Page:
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Running Hubot on Kubernetes



In this blog we’re going to create a Hubot installation in Kubernetes with a Slack adapter. We’re assuming you have nothing but an interest in running Hubot within your organization, so we’ll be working through the entire process of setting up a Hubot Repo, configuring Slack, getting a Docker container for Hubot, and hosting it in Kubernetes. 


This guide will cover creating a basic Hubot installation, but I highly recommend configuring a brain for Hubot. A Hubot brain is a storage layer so Hubot has persistence. The most common brain is Redis so I will cover configuring Hubot for using Redis; however, I will not be covering how to setup Redis itself.


Creating the repository


To begin, you must have Git, Node, and NPM installed on your computer. Next we’re going to start by generating a Hubot repository. This will be the central location for all of your Hubot scripts. It will also host the Dockerfile for running Hubot. To generate the hubot repository run the following commands:


npm install -g yo generator-hubot
mkdir <Clever name for your bot>
cd <Clever name for your bot>
yo hubot

# The `yo hubot` command is going to have some configuration options you must fill out:




--owner="Bot Wrangler <>"

Bot owner, e.g. “Bot Wrangler”


Bot name, e.g. “Hubot”

--description="Delightfully aware robot"

Bot description, e.g. “Delightfully aware robot”


Bot adapter, e.g. “slack”


Next, let’s get git initialized:


git init
git add .
git commit -m "Initial commit"


Great! This repository will be the basis for creating your very own Hubot scripts for your organization. By default, Hubot has no scripts enabled. Let’s take a look at the script in the scripts direction of the repository you just created. The beginning of the file should look something like this:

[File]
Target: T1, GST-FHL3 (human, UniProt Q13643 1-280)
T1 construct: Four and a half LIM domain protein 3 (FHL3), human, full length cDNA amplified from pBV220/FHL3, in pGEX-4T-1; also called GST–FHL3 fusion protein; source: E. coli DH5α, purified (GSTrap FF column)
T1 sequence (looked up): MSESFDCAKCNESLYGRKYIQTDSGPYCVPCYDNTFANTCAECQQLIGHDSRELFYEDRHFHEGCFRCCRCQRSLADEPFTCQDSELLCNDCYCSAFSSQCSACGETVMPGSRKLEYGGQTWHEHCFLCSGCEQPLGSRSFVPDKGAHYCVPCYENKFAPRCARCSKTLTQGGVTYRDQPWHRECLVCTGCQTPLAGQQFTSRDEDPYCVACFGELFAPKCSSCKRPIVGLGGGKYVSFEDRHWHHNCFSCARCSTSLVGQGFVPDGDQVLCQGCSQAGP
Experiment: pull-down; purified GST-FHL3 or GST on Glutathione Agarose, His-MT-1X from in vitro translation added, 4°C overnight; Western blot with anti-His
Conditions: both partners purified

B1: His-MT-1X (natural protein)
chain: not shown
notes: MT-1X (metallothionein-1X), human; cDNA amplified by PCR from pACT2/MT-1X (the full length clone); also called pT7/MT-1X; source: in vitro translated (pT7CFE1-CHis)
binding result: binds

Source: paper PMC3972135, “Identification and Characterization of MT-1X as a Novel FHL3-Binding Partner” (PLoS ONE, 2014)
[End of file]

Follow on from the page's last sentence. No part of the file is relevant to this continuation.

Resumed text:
# Description:
#   Example scripts for you to examine and try out.
# Notes:
#   They are commented out by default, because most of them are pretty silly and
#   wouldn't be useful and amusing enough for day to day huboting.
#   Uncomment the ones you want to try and experiment with.
#   These are from the scripting documentation:

module.exports = (robot) ->

  # robot.hear /badger/i, (res) ->


We are going to uncomment the following two lines:


# robot.hear /badger/i, (res) ->


With these two lines uncommented, Hubot will respond with "Badgers? BADGERS? WE DON'T NEED NO STINKIN BADGERS" anytime it sees the word “badger”. Not the most useful script, but it’s a start!


(Optional) Installing Third Party Scripts


With Hubot there is an abundance of scripts already available from the open source community. In your terminal you should be able to run a specific command to search for and then add these scripts to your Hubot. I am going to give an example of how to search for and then install scripts but this section is not required to get hubot running. As an example, if I were interesting in a Jenkins script I could do the following:


$ npm search hubot-scripts jenkins
NAME                      | DESCRIPTION | AUTHOR          | DATE | VERSION | KEYWORDS
hubot-jenkins-notify-stat | Notify if jenkins...   | =danpoltawski   | 2019-02-04 | 0.1.3    | hubot hubot-scripts
uschanges                 | |               | | |
hubot-jenkins-gof         | Jenkins support for... | =gabealmer      | 2016-09-16 | 0.0.1   | hubot hubot-scripts
hubot-jenkins-connector   | Jenkins integration... | =oltruong       | 2019-10-28 | 1.2.1 | hubot hubot-scripts
hubot-jenkins-optimised   | Jenkins integration... | =rohitjmathew   | 2019-05-31 | 1.0.6 | hubot hubot-scripts hubot-jenkins
hubot-sbueringer-jenkins  | Jenkins Integration... | =sbueringer     | 2017-05-28 | 1.1.4 | hubot hubot-scripts
hubot-jenkins-notifier    | Notifies about... | =halkeye        | 2017-04-25 | 1.1.0 | hubot hubot-scripts jenkins
hubot-jenkins-userauth    | Interact with... | =benwtr         | 2017-11-16 | 0.0.5 | hubot hubot-scripts jenkins
hubot-jenkins-enhanced    | Jenkins integration... | =wintondeshong  | 2018-10-04 | 1.2.2 | hubot hubot-scripts
hubot-jenkins             | Jenkins Integration... | =balbeko        | 2014-07-30 | 1.0.2 | hubot hubot-scripts
hubot-jenkins-x           | Jenkins Integration... | =zhanyi         | 2018-07-20 | 1.0.3 | hubot hubot-scripts hubot-jenkins